06/28/2013 07:18 am ET Updated Aug 28, 2013

Do You Hate Your Job?

During my morning ritual of checking social media and morning television, my ears perked up when Good Morning America ran a news item about a recent Gallup poll on worker satisfaction.

As someone who recently left a job without the next job waiting in the wings, this was something that caused me to turn up the volume.

I almost choked on my coffee with the results of the poll: 70 percent of workers either hate their job or are, at some level, disengaged. Really??

At first blush it seemed like an outrageously high percentage to me. But as I thought of the co-workers I have known over the years, I had to concede it rang true.

It was a jarring thought, though. For the majority of workers to spend so many hours being unhappy, unfulfilled, resentful, bored and/or unproductive, well, to me it is a tragedy when you think about the brevity of life and our obligation to get the most out of it.

Now of course we would all love to win the lottery and spend the rest of our lives doing whatever pleased us, but barring that possibility, the workplace is where we will spend the bulk of our adult lives. What are the costs of worker dissatisfaction to businesses, and to us?

Businesses certainly suffer from lost productivity, performance issues, absenteeism and high turnover. In an economy struggling to get back on its feet, businesses can hardly afford the huge toll this takes on operations, estimated by Gallup to be between $450 million and $550 billion.

And us, the employees?

For starters, the cumulative effect of daily stress is known to be a health hazard. But even more germane is our personal investment in a job that can pay the bills but sap the life out of us. Granted, for most families a two-paycheck lifestyle is non-negotiable, but might there be a way to improve the work environment so that employees are inspired to put forth their best effort and feel a sense of accomplishment by doing so?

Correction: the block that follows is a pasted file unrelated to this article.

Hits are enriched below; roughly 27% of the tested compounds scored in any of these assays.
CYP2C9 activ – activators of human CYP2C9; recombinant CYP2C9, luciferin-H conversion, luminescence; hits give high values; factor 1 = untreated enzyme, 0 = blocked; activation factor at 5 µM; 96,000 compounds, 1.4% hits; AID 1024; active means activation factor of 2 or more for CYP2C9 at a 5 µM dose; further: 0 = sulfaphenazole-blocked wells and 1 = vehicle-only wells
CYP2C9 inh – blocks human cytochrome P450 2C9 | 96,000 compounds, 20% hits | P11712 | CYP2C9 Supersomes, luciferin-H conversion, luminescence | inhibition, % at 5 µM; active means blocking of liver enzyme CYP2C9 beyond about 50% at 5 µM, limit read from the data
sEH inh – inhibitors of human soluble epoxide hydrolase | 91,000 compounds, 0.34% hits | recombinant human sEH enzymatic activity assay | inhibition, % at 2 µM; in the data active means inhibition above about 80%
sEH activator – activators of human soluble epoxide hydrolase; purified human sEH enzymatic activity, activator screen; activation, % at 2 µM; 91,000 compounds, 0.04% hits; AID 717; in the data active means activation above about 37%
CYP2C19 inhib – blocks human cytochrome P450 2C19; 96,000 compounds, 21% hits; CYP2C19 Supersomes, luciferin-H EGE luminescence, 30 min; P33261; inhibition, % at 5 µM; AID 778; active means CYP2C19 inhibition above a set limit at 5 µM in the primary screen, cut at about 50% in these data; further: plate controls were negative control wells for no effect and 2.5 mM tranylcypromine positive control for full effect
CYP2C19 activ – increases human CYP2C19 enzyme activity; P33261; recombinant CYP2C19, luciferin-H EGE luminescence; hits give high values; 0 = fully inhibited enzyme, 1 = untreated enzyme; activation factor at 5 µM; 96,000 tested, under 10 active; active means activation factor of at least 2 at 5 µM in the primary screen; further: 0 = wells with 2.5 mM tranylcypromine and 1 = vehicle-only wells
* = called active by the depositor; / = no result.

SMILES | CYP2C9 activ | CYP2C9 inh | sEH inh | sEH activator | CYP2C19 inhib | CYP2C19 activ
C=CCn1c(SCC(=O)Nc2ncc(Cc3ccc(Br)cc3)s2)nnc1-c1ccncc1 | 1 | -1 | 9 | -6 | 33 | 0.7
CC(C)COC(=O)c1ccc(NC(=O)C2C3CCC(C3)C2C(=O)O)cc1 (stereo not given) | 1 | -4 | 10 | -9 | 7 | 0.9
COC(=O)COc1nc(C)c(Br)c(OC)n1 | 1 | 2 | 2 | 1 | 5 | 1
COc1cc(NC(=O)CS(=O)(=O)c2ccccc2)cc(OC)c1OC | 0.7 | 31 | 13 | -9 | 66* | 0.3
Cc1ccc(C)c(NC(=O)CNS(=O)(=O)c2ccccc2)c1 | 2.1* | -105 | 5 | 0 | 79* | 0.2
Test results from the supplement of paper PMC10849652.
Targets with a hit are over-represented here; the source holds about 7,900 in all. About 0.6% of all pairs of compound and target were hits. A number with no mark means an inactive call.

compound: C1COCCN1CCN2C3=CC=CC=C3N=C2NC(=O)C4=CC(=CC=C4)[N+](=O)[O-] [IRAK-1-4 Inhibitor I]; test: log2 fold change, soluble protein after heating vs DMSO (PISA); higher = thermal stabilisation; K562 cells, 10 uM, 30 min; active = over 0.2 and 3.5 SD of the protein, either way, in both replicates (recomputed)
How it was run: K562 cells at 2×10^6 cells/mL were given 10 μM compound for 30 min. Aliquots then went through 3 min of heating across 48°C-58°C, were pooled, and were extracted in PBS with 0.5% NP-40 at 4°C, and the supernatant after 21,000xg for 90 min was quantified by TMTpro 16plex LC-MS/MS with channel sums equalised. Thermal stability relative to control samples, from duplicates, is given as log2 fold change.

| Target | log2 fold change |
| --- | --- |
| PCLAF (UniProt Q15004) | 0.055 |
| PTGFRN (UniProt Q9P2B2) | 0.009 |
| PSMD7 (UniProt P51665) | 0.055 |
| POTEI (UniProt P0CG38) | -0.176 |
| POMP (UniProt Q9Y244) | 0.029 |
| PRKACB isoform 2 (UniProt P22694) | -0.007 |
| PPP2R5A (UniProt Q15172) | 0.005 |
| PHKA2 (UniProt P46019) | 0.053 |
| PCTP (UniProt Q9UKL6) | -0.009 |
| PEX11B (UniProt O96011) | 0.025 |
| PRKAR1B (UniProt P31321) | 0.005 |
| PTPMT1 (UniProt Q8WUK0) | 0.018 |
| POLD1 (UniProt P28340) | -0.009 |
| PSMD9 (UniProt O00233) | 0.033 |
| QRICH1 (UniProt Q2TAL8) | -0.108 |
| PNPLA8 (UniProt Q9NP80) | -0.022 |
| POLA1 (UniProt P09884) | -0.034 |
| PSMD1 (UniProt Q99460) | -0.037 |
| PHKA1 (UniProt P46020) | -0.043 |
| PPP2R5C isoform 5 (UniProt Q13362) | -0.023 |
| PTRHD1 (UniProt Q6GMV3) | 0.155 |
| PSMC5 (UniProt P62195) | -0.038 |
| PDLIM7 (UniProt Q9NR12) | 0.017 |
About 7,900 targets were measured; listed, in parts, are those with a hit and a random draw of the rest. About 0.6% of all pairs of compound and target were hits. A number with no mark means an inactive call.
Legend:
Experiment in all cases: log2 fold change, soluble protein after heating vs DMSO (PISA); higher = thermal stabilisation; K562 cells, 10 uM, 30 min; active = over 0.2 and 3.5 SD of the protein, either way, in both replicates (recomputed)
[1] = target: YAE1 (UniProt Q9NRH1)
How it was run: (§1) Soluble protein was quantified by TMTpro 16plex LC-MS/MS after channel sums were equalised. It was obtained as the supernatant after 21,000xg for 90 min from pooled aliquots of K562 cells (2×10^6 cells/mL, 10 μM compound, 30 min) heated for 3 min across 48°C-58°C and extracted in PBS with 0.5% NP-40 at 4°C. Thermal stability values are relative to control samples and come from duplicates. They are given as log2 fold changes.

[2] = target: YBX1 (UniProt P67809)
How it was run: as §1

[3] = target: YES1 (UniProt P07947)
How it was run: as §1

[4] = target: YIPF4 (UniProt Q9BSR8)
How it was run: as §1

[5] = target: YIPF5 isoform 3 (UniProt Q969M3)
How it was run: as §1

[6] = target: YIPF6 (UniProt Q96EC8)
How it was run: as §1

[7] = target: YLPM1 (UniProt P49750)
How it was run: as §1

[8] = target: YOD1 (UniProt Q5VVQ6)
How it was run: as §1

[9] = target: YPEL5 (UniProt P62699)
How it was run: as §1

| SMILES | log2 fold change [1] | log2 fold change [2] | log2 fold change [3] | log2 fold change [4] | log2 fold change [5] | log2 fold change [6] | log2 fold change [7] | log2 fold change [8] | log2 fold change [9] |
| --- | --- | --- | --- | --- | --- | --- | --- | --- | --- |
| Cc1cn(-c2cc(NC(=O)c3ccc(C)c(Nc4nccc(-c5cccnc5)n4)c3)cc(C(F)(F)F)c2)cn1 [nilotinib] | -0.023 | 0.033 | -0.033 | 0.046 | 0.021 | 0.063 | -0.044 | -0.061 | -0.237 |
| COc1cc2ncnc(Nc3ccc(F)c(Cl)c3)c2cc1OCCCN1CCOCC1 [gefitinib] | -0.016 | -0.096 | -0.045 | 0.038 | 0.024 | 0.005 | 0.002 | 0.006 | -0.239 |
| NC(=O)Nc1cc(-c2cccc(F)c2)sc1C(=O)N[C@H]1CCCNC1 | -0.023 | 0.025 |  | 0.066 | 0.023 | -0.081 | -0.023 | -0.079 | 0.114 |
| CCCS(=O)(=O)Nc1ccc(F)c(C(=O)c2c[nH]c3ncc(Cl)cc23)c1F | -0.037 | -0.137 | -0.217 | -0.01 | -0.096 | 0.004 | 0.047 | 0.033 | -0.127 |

Managers need to be mentors as well as supervisors, pushing employees to achieve or surpass their potential and realize their goals. In turn, managers need an effective leader who sets the tone for the organization. A leader who is closeted in the office or too busy to make time to get to know each employee sends a clear message. If the leader isn't engaged, the workplace environment can not be healthy, and the employees will most surely be disaffected.

A leader who knows how to motivate and value each employee can create an organizational climate that inspires everyone to do their best. Workers need to know that they are an important member of the team. Appreciation for their work should be reinforced consistently by organizational leaders. Further, rewards and opportunity should be offered to those whose contributions to the organization help it grow.

The issue of job unhappiness also begs the question of whether it stops at the end of the work day or accompanies employees as they return to their families. What burden are spouses and children encumbering due to the baggage their loved ones bring home from work?

Earlier on Huff/Post50:

10 Great Ideas For Retirement Jobs